How to Chew Pinang: an Illustrated Guide.


Pinang is a…something… (I believe it’s called betel nut in English) that people chew a lot in Papua. I was putting it off for a long time because all the foreigners I know who have eaten it think it’s kind of gross. But I knew I’d have to try it eventually, because you can’t be Papuan until you’ve had it. Last Saturday, I had my big chance. This is how it went:

This is pinang. Plus little green sticks that you eat with it. Plus my hand.

First, you crack it open with your teeth. This may take several tries.

Once you crack it open, it looks like this. You take out the meaty part in the middle, put in a piece of the green stick (see above) and some lye (white powder) and cover that with the meaty part of the nut. Then chew on half of it.

The combination of those ingredients causes a chemical reaction that makes this red juice. Kind of scary looking. Apparently there are some addictive properties, and people say it makes them dizzy, but I didn't experience either of those things.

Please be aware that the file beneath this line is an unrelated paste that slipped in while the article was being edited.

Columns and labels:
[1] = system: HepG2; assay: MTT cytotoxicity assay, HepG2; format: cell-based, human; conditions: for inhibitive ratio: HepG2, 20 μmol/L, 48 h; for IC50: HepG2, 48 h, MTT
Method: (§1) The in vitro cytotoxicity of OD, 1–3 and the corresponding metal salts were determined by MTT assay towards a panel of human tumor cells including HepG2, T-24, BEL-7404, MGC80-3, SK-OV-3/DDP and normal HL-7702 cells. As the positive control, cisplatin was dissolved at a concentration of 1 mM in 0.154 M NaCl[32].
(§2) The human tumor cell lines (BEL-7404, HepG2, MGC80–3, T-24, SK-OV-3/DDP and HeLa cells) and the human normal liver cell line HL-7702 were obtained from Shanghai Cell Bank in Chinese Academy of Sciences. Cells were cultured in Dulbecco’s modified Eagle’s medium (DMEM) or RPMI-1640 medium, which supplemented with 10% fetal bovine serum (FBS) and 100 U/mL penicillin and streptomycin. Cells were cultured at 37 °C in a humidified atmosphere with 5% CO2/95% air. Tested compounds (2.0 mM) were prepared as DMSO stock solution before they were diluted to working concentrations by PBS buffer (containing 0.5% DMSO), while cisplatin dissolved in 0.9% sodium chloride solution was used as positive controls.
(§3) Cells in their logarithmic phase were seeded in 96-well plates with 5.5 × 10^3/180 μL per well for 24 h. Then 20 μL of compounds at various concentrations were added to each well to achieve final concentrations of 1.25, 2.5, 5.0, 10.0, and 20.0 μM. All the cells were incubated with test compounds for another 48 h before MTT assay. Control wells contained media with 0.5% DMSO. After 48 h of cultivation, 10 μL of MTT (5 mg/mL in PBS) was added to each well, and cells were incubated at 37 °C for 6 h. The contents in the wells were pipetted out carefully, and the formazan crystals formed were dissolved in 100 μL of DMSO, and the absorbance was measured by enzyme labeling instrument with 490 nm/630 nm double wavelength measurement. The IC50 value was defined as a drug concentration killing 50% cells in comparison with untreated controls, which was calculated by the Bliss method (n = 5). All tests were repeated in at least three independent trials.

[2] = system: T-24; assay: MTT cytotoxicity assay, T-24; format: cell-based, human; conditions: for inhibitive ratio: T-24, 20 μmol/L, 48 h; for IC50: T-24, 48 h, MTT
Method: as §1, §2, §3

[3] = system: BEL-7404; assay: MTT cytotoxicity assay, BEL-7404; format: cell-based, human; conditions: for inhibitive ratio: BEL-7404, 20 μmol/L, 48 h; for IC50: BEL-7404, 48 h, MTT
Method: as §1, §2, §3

It gets real juicy. All over Papua there are red stains on the sidewalks, streets, in buildings, on walls, etc. from people spitting out the pinang juice. There are also plenty of signs saying, "Don't chew pinange here. It's not pretty." Well, maybe that's not exactly what they say...

This is the woman who gave me the pinang, and helped me become one step closer to being Papuan. I'd also like to give a special thanks to my staff, who coached me through the process and took lots of pictures.

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2 Comments on “How to Chew Pinang: an Illustrated Guide.

  1. OK, that’s really gross. :)

    Of all the things we saw and that someone would want to try in Papua that would have been at the bottom of my list. Hope the addictive properties don’t grab you!

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  2. Ahhh I just read this book, The White Tiger, and they talk about pinang all the time in it! The book takes place in India, apparently all the poor people there chew it like tobacco or something. I think I’ll be passing on that experience…

    Like

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